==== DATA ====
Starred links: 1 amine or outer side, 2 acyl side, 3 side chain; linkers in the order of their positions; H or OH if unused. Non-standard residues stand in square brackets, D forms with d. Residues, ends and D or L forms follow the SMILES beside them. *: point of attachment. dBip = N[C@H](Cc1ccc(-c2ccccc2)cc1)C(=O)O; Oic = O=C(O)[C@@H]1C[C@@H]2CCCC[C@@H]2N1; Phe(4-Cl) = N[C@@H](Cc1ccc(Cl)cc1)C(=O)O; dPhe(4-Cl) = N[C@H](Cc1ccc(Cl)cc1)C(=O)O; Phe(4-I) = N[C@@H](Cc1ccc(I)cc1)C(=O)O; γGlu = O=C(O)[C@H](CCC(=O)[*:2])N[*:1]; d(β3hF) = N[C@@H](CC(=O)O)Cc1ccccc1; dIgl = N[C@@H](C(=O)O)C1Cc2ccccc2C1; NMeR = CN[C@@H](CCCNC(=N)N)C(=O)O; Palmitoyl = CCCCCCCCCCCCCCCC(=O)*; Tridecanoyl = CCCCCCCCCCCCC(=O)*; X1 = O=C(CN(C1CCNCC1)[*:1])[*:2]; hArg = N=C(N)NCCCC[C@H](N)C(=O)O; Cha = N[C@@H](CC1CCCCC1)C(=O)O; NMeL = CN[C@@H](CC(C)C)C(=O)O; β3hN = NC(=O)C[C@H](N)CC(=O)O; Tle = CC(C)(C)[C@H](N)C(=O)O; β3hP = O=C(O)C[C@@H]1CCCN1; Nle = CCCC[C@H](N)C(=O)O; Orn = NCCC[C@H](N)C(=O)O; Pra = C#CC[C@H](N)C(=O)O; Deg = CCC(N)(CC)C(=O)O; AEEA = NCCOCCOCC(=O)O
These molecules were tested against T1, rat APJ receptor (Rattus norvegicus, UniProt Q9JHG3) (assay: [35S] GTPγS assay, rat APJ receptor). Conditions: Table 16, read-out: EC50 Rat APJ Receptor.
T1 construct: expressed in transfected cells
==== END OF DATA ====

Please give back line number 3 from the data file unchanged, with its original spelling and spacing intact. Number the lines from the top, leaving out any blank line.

T1 construct: expressed in transfected cells